In order to develop an analytical thermodynamic model for the finite-strength interaction of the non-ferroelastic 180 domain wall with a pinning center, we consider a simplified situation, where the polarization is oriented along axis and that the component of the polarization changes its value linearly from to across the domain wall of thickness . The points with zero polarization in the middle of the domain wall comprise a curved surface, which is given by the equation . This situation can be described mathematically by considering the ansatz of the domain wall profile in the form of piecewise linear function:
where symbol stands for the distance from the mid-point of the domain wall. Then, we consider that the spatial distribution of polarization within the ferroelectric can be approximated by:
The assumption of the piecewise linear profile of the polarization at domain walls will be later proven as an adequate model by the correspondence between the analytical and phase field simulation results.
An essential concept in our analysis, which is indicated in Fig. 1, is the consideration that the reversible domain wall displacement in the -direction is given by the sum of two contributions:
where is the uniform displacement of the domain wall due to its PM motion (indicated by B in Fig. 1), which is controlled by the local interaction of 180 domain wall with the pinning center, and is the spatially dependent displacement of the domain wall due to its BM motion (indicated by C in Fig. 1). When Eq. (12) is substituted into Eqs. (3) and when the linearity of the operation of integration in Eqs. (3) is considered, it is convenient to express the net spontaneous polarization given by Eq. (6) as a sum of three contributions:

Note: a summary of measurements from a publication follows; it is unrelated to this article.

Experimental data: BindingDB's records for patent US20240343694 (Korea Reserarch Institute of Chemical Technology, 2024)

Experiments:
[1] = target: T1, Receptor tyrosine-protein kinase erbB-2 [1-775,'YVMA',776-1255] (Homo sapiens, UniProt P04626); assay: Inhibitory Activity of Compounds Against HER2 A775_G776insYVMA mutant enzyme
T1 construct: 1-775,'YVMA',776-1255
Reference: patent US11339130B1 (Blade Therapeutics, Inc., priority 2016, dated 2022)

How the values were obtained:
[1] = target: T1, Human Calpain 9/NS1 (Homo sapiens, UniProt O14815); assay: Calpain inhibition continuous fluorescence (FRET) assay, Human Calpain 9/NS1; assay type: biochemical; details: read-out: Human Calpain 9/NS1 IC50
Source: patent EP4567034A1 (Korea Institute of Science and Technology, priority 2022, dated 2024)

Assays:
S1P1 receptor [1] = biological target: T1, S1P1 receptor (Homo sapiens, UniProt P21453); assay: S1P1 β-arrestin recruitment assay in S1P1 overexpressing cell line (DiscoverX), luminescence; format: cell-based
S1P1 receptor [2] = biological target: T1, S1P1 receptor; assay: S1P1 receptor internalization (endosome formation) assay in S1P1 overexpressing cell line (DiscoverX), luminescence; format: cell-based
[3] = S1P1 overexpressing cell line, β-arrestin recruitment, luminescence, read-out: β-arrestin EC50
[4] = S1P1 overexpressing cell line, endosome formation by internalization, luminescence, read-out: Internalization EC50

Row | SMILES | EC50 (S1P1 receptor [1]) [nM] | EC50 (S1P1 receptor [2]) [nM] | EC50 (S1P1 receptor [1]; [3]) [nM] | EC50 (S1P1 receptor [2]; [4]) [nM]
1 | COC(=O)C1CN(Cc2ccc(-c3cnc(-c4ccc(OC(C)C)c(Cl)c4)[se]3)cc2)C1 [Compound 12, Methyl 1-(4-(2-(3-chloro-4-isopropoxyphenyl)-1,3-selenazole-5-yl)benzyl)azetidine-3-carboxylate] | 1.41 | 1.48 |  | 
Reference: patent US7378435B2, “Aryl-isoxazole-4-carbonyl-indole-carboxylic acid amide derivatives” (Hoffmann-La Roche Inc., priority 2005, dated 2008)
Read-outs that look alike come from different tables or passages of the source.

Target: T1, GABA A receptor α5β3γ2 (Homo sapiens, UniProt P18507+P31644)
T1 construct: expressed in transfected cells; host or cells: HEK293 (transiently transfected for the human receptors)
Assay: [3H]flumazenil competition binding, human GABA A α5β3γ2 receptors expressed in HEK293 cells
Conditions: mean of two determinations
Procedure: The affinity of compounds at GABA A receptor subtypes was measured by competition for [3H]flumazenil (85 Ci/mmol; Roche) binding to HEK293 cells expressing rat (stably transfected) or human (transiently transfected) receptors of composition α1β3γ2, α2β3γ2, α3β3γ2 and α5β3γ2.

where is the net spontaneous polarization at zero applied field. Symbols and stand for the field dependent contributions due to the uniform reversible displacement of domain wall (PM) and due to the reversible domain wall bending (BM), respectively. In accordance with the definition of symbols and , it is noted here that these two contributions are produced by and , respectively, as it is indicated in Fig. 1.
In order to express the equations of state for the quantities and , the ansatz for the distribution of polarization within the domain wall given by Eq. (10) is substituted into the volume density of electric enthalpy given by Eq. (8) and integrated over the volume of the sample. Using a detailed analysis of particular contributions to the electric enthalpy given by Eq. (8) it is possible to show that, in the first approximation, the is the only contribution to , which depends solely on . The reason for this is that is the only contribution to , which is sensitive to the uniform displacement of the domain wall from the pinning center at . On the other hand, it is possible to show that the remaining contributions depend solely on . The reason for this is that spatially non-uniform displacement of the domain wall, which is proportional to , is associated with an increase in the domain wall area and with the production of depolarizing field due to the discontinuity of the normal component of polarization across the domain wall thickness. As a result of the above arguments, it is clear that, in the first approximation, the thermodynamic function can be expressed in the form: